One problem is complexity is -not- difficulty. Some of the eq1 fights are so complicated that I couldn’t even begin to describe them to raider friends that play WoW or eq2. You have fights with a dozen different mechanics going on, and requiring 30 different jobs to be done to deal with it. That’s great. But the problem is, that doesn’t mean that the jobs are necessarily hard to do. It’s challenging from a coordination perspective, sure, but most guilds on eq have had literally years to work together. Unless there’s curve balls thrown at a raid by just the numbers involved putting in some element of chance for people to be forced to deal with, like the old bigger hitters in the past, current guilds will just stomp them.
I’d say the majority of eq1 raiders now at the bleeding edge play only because they enjoy trying to approach a raid as a problem and work through it. It sure as hell ain’t the loot. This doesn’t require raids to be complicated, just hard. Avatar of War was the simplest mob in the game, but people were more than a little bit precise in just how organized tank swaps and dealing with his damage spikes. Players will always innovate and become more and more precise to deal with problems that arise, and it’s just not necessary to make things incredibly complex if you have things that will rock them back on their heels in a fight. Let players make emergent strategies, and keep things simple for the minor raid bosses… especially since it isn’t very fun to have an incredible complicated, but laughably easy script bug out and crash 10 times due to its complexity and lock you out of progression. Save the complexity for fights that should be memorable, and should be worth it, not for ones that once you know what’s going on you distribute loot about with no deaths on your first try.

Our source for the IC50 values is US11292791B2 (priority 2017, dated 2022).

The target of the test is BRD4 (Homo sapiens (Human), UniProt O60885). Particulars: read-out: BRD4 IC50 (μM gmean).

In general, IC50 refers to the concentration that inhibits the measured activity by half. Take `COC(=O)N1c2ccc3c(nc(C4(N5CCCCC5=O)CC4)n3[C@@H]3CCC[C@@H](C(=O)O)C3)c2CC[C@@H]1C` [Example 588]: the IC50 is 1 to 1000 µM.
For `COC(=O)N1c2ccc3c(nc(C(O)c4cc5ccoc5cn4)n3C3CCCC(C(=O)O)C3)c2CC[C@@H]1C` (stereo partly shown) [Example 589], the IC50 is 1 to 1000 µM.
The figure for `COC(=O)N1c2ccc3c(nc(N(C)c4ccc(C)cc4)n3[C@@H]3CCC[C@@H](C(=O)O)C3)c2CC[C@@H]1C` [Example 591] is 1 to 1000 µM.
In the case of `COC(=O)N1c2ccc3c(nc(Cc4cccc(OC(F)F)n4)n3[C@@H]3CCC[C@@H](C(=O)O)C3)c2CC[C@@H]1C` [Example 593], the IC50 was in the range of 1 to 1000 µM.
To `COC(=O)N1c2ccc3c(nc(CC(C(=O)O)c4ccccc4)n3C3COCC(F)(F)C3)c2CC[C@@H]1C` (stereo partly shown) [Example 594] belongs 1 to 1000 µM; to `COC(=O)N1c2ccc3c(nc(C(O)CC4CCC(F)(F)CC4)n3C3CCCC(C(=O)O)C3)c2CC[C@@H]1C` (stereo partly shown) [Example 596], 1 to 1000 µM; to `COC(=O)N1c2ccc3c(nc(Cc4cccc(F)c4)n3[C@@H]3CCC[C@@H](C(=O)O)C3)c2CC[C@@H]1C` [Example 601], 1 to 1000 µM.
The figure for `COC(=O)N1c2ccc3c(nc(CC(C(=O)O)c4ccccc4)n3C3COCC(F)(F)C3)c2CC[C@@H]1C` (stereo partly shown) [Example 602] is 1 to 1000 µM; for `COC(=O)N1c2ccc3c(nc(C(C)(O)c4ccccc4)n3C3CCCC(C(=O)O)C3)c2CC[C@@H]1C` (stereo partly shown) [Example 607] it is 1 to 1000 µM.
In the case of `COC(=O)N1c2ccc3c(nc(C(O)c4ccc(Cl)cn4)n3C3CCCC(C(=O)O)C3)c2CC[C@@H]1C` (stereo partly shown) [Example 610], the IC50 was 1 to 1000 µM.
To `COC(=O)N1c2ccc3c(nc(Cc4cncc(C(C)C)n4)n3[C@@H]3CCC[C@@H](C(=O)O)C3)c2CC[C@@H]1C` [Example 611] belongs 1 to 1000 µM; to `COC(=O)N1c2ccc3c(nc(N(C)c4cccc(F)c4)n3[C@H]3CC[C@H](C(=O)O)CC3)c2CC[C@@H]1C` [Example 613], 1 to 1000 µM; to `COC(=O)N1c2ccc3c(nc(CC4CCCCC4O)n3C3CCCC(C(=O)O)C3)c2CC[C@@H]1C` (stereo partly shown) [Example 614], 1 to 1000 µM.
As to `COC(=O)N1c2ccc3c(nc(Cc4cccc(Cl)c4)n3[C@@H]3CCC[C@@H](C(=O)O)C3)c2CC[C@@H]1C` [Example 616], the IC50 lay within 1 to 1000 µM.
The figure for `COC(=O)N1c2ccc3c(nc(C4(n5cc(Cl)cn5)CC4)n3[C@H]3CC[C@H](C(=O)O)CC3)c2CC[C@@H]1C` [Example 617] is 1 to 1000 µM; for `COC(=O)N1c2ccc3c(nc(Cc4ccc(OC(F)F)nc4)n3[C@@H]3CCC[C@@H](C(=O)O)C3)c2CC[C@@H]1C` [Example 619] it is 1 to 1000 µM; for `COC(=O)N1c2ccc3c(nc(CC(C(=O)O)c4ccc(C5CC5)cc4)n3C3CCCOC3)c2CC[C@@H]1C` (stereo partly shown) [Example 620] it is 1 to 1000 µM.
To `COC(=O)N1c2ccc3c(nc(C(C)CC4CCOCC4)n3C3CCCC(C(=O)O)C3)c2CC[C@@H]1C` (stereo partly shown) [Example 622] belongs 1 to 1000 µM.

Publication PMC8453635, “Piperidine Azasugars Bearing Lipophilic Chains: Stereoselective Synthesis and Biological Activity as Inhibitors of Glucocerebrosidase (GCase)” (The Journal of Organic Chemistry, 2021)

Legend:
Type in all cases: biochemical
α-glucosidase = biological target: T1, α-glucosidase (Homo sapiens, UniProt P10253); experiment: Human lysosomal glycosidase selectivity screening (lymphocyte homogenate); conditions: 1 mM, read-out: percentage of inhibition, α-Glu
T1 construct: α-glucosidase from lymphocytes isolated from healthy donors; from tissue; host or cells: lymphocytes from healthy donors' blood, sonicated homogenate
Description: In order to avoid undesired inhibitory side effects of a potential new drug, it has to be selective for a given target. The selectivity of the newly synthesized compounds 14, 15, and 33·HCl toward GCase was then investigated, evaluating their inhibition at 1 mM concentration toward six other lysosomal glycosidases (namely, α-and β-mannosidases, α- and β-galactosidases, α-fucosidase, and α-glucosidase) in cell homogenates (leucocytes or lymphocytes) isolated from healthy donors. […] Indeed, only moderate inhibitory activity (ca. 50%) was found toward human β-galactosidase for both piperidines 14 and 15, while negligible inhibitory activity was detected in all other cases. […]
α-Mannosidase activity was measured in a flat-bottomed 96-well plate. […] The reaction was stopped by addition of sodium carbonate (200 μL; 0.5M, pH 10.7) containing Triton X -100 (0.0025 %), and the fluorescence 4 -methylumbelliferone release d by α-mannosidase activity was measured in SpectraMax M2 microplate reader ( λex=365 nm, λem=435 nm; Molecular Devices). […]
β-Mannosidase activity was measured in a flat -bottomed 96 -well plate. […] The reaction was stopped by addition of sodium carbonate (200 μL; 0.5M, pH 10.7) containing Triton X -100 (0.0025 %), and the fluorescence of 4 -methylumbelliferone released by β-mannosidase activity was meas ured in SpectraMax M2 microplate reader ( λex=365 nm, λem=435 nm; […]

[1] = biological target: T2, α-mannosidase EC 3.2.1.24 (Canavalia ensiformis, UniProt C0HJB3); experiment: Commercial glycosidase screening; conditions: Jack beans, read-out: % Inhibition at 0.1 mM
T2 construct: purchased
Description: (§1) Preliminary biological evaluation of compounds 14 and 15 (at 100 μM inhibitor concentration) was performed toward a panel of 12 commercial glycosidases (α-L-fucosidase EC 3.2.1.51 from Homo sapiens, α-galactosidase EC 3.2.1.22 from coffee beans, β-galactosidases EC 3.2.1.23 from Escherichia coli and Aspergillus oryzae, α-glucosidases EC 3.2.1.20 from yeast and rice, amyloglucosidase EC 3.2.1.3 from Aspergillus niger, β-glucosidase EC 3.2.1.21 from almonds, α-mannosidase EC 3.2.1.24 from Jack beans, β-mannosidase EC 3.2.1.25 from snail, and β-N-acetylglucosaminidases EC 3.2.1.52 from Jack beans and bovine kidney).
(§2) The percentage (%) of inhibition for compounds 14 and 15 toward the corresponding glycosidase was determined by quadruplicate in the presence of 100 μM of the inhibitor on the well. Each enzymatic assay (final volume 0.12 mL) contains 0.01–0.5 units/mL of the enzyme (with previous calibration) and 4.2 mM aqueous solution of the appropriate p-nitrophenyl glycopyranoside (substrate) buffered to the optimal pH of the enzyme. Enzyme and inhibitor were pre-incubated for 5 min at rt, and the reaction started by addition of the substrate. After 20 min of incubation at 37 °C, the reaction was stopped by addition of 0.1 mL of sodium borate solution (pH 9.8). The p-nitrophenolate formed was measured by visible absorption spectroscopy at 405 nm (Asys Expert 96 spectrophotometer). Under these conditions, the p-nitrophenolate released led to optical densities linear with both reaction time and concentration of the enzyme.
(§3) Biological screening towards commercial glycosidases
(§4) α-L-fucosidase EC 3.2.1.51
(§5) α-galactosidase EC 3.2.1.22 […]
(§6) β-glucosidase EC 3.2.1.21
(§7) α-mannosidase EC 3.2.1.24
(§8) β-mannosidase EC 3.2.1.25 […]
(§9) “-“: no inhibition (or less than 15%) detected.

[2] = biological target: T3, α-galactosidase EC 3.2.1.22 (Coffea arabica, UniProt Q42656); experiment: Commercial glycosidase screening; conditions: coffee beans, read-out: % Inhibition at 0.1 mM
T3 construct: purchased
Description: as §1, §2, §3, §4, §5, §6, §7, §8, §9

And if mobs are difficult, and just will annihilate a force not ready for them, it further emphasizes just how stupid and unnecessary this massive single group flagging/factioning/keying really is. I can’t think of a single good reason for it. The single biggest comment I hear time and again from people asking about coming back to eq1 is that flagging blocks them. PoP pretty much -only- had raid flagging, and it worked. Basically, single group content requirements punishes raiding guilds for raiding, since anyone that wants to pop back into everquest just can’t without some people running off to help them. Most eq1 players in top raid guilds could care less about single group content, so it’s the exception rather than the rule that ever comes back and catches up. I can easily think of 50 times people have asked about coming back, and when I started to describe what was needed in groups, not in raids, said no. It’s silly and unnecessary. Remove flags, or just make flags raid only. Single groups for raiders is pointless in this game.
Besonders mit Blick auf WoW’s aktuelles Key-Race passt dieser Text wie die Faus aufs Auge. Was spricht dagegen Karazhan völlig ohne Schlüssen zu betreten? Jeder Raid der nicht fertig ist wird so oder so vom ersten Pull zerbröselt werden.
…how stupid and unnecessary this massive single group flagging/factioning/keying really is.
Kurze Anmerkung noch zur Website allgemein. Am Montag wird cold-heat.de den Server wechseln. Ich hoffe zwar das alles wieder fehlerfrei verläuft, aber ich bin halt auch sehr realistisch. Ich werde am Sonntag noch ein Backup aller Einträge machen und insofern alles schief läuft, gibt es nächste Woche eine frische MT-Installation samt Live-Redesign. Hoffe aber, dass es dazu nicht wirklich kommt.